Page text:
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Russia's New 'Sports Capital' Has Olympic Ambitions

Ginger Huber of the U.S. competing in an event at the Swimming World Championships in Kazan on Tuesday.

KAZAN — The city calling itself "Russia's sports capital" isn't Moscow, St. Petersburg or even last year's Winter Olympic host Sochi. Instead it's Kazan, a provincial city with global ambitions.

The venue for U.S. swim phenomenon Katie Ledecky's record-breaking exploits at this month's world championships, Kazan wants to use the event as a springboard to bring the Summer Olympics to Russia for the first time since Moscow hosted the games in 1980.

In this traditionally Muslim city, where minarets and onion domes both rise over the city's kremlin, several Olympic-standard venues have already been built.

"To host the Olympic Games, the city and all the city infrastructure are ready at the very highest level" and only "insignificant changes" would be needed, regional sports minister Vladimir Leonov told The Associated Press in e-mailed comments as he visited next year's Olympic host Brazil on Saturday.

Kazan's hosting of the world aquatics championships has been big and brash, installing an Olympic-size pool in a soccer stadium packed with cheering spectators and staging 25-meter high diving against the backdrop of the kremlin.

"Most of the swimmers in their careers, they have no opportunity to experience such a reception and such support from the stands," said Russian former Olympic champion swimmer Alexander Popov, now a member of the International Olympic Committee, the body that chooses Olympic hosts. "Even being just a part of the spectators still feels fantastic."

All this comes at a time when the Russian economy is struggling under pressure from international sanctions and the depressed oil price.

Next up for Kazan is World Cup soccer in 2018, when the city's venue will be the 45,000-seat Kazan Arena, which held two swimming pools for the world championships. Behind the scenes in the practice areas, some of the swimmers were already getting into the spirit.

"We were playing soccer earlier. I was with one of the Canadian coaches and we just thought it would be cool to say that we've played soccer on the field that the 2018 World Cup is going to be on," U.S. star Missy Franklin said Tuesday.

At the World Cup, Kazan will be the only traditionally Muslim city among the 11 hosting games. It is a place that wears its religion lightly, with bars common and Islamic clothing rare. The main mosque was only finished in 2005, reaffirming regional identity after decades of Soviet homogenization.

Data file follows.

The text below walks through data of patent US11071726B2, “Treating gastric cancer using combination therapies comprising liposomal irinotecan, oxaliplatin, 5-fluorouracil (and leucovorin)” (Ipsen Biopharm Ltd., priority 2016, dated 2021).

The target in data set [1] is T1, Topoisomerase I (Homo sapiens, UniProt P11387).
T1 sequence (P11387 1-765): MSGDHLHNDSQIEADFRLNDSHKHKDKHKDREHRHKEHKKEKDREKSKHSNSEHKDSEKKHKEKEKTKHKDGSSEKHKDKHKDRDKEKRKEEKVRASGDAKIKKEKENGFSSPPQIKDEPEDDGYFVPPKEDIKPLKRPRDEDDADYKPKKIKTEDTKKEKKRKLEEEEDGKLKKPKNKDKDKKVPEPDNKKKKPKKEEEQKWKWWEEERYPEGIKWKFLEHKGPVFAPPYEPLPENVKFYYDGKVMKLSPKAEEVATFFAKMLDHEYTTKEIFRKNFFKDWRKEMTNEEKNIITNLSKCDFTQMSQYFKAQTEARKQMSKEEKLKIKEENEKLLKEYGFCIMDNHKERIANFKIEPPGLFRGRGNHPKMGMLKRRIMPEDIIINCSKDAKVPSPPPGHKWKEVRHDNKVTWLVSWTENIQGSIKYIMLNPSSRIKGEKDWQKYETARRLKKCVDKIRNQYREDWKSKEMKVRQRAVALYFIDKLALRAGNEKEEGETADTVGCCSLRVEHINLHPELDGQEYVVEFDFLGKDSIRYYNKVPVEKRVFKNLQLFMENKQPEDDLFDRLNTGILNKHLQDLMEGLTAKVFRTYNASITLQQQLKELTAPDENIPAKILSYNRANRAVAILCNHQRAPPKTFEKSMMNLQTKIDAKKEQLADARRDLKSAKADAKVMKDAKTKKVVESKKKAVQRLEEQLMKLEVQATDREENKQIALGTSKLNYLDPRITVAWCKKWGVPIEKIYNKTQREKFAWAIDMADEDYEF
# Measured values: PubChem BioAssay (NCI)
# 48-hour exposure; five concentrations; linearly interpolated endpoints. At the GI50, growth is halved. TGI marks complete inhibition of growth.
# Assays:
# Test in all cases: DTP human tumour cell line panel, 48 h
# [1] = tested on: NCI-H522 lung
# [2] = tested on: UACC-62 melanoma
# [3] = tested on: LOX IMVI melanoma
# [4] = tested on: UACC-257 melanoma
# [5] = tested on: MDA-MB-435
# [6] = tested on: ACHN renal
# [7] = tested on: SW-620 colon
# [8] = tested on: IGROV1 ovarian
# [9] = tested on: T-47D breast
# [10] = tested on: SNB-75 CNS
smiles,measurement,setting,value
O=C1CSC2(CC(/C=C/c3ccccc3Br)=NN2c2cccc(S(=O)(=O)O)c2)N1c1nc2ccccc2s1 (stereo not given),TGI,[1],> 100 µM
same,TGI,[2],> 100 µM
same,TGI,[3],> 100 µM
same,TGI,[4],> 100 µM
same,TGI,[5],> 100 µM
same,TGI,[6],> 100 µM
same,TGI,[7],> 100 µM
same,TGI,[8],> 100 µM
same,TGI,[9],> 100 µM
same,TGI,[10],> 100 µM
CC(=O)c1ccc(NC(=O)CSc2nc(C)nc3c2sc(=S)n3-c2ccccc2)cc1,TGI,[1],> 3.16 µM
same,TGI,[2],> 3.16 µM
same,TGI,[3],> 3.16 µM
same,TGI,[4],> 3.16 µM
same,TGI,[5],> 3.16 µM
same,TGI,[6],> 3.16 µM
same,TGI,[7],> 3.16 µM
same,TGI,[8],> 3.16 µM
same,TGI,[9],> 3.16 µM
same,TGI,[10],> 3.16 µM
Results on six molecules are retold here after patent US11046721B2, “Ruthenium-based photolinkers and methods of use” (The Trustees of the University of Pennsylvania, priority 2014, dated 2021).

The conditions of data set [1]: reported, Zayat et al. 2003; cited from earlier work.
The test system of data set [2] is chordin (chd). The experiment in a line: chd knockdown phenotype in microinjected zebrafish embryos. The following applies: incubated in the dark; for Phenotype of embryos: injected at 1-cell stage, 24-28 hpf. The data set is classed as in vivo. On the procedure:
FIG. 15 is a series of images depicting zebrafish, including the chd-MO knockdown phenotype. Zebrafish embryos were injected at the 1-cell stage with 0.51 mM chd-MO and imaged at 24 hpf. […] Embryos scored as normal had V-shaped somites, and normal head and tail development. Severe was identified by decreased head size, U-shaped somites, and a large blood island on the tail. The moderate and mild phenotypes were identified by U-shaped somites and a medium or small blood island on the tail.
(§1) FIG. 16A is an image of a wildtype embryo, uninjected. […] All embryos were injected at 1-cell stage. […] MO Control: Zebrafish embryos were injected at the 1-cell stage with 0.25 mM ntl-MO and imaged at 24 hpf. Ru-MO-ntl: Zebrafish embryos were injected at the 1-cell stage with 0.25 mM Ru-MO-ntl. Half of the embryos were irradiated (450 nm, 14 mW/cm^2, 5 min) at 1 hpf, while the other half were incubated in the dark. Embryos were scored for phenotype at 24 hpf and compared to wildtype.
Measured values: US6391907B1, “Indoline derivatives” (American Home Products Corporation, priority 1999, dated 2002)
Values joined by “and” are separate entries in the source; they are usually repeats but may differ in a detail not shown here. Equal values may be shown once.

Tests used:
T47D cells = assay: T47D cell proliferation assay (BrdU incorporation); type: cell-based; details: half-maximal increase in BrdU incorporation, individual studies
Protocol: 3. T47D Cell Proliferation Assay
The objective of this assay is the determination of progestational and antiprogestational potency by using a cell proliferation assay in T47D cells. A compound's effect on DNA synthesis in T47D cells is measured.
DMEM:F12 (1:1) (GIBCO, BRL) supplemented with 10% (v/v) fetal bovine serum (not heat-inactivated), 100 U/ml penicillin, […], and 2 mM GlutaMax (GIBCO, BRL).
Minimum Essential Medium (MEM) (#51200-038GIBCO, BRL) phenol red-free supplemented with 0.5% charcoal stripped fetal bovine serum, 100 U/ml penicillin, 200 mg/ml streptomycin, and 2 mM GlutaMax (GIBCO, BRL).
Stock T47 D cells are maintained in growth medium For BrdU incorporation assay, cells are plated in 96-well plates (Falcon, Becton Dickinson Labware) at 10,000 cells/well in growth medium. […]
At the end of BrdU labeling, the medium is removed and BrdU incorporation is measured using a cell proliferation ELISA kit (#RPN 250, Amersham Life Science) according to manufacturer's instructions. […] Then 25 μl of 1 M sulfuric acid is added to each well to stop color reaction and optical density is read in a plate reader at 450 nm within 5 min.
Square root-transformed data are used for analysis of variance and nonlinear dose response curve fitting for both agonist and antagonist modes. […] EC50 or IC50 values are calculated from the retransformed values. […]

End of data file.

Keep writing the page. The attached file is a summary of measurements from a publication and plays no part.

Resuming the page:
Kazan's breakthrough moment as a sports city came in 2013, when it hosted the University Games, near-Olympic in the number of events and athletes but with much less global attention. Many of those facilities would form the basis for a future Kazan Olympic bid. The window to apply for the 2024 Olympics closes next month, and time is running out for Kazan to declare interest.

"The door is closing and the Russian Olympic Committee, as far as I know, has no intention to put in a bid for the 2024 summer games," said Popov. "I don't think Kazan will bid for '24 but maybe for the future, '28."

One challenge for a Kazan Olympics would be financial. So far, much of the money for its sports ambitions has come from the Russian taxpayer, but now the Russian government is cutting spending.

Another would be local enthusiasm. While stands have been mostly full for the swimming championships, other events have been poorly attended. Soccer club Rubin Kazan's average attendance last season for Russian Premier League games was less than one-third the capacity of its 45,000-seat stadium.

"One of the areas of professional sport that we need to develop is work to attract fans to sports events. And we're doing that work," Leonov said.

He says local authorities will now consider an Olympic bid, and the head of the Russian Olympic Committee has also expressed interest.

After the swim championships, Kazan's claim to be Russia's sports capital, Leonov added, "is now justified 100 percent."

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